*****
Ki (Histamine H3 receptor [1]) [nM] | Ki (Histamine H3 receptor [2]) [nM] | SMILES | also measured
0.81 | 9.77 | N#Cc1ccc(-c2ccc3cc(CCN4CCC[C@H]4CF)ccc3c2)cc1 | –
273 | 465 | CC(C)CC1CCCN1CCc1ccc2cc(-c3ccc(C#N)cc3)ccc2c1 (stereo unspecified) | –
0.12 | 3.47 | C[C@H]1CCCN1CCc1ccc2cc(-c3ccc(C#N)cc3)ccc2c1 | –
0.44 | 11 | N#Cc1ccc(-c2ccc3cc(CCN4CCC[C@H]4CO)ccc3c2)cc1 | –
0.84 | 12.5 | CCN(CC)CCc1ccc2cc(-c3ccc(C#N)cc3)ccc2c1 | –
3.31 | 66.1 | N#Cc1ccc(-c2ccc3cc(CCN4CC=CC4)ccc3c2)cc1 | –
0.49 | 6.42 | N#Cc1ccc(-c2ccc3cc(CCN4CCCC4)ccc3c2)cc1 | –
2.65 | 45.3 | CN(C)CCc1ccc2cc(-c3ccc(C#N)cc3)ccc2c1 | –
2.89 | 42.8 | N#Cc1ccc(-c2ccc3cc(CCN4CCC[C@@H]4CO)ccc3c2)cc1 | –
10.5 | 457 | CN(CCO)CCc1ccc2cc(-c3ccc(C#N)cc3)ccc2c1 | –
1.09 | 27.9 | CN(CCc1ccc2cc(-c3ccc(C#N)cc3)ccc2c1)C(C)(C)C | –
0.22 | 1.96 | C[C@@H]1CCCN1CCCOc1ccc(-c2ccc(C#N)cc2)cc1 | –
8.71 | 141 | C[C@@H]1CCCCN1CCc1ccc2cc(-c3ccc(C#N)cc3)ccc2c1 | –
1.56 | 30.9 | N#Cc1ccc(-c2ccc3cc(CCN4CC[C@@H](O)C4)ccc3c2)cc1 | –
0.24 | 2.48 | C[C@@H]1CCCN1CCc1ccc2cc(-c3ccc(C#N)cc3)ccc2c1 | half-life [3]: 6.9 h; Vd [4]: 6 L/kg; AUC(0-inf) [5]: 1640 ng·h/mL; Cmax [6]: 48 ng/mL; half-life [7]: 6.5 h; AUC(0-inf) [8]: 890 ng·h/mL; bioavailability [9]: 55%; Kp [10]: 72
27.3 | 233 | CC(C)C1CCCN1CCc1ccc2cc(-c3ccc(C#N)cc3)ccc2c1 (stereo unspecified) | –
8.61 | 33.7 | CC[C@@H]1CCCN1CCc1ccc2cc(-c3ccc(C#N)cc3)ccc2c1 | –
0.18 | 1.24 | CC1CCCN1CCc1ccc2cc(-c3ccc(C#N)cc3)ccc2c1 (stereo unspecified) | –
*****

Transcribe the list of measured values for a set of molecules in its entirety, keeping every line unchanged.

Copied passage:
Ki (Histamine H3 receptor [1]) [nM] | Ki (Histamine H3 receptor [2]) [nM] | SMILES | also measured
0.81 | 9.77 | N#Cc1ccc(-c2ccc3cc(CCN4CCC[C@H]4CF)ccc3c2)cc1 | –
273 | 465 | CC(C)CC1CCCN1CCc1ccc2cc(-c3ccc(C#N)cc3)ccc2c1 (stereo unspecified) | –
0.12 | 3.47 | C[C@H]1CCCN1CCc1ccc2cc(-c3ccc(C#N)cc3)ccc2c1 | –
0.44 | 11 | N#Cc1ccc(-c2ccc3cc(CCN4CCC[C@H]4CO)ccc3c2)cc1 | –
0.84 | 12.5 | CCN(CC)CCc1ccc2cc(-c3ccc(C#N)cc3)ccc2c1 | –
3.31 | 66.1 | N#Cc1ccc(-c2ccc3cc(CCN4CC=CC4)ccc3c2)cc1 | –
0.49 | 6.42 | N#Cc1ccc(-c2ccc3cc(CCN4CCCC4)ccc3c2)cc1 | –
2.65 | 45.3 | CN(C)CCc1ccc2cc(-c3ccc(C#N)cc3)ccc2c1 | –
2.89 | 42.8 | N#Cc1ccc(-c2ccc3cc(CCN4CCC[C@@H]4CO)ccc3c2)cc1 | –
10.5 | 457 | CN(CCO)CCc1ccc2cc(-c3ccc(C#N)cc3)ccc2c1 | –
1.09 | 27.9 | CN(CCc1ccc2cc(-c3ccc(C#N)cc3)ccc2c1)C(C)(C)C | –
0.22 | 1.96 | C[C@@H]1CCCN1CCCOc1ccc(-c2ccc(C#N)cc2)cc1 | –
8.71 | 141 | C[C@@H]1CCCCN1CCc1ccc2cc(-c3ccc(C#N)cc3)ccc2c1 | –
1.56 | 30.9 | N#Cc1ccc(-c2ccc3cc(CCN4CC[C@@H](O)C4)ccc3c2)cc1 | –
0.24 | 2.48 | C[C@@H]1CCCN1CCc1ccc2cc(-c3ccc(C#N)cc3)ccc2c1 | half-life [3]: 6.9 h; Vd [4]: 6 L/kg; AUC(0-inf) [5]: 1640 ng·h/mL; Cmax [6]: 48 ng/mL; half-life [7]: 6.5 h; AUC(0-inf) [8]: 890 ng·h/mL; bioavailability [9]: 55%; Kp [10]: 72
27.3 | 233 | CC(C)C1CCCN1CCc1ccc2cc(-c3ccc(C#N)cc3)ccc2c1 (stereo unspecified) | –
8.61 | 33.7 | CC[C@@H]1CCCN1CCc1ccc2cc(-c3ccc(C#N)cc3)ccc2c1 | –
0.18 | 1.24 | CC1CCCN1CCc1ccc2cc(-c3ccc(C#N)cc3)ccc2c1 (stereo unspecified) | –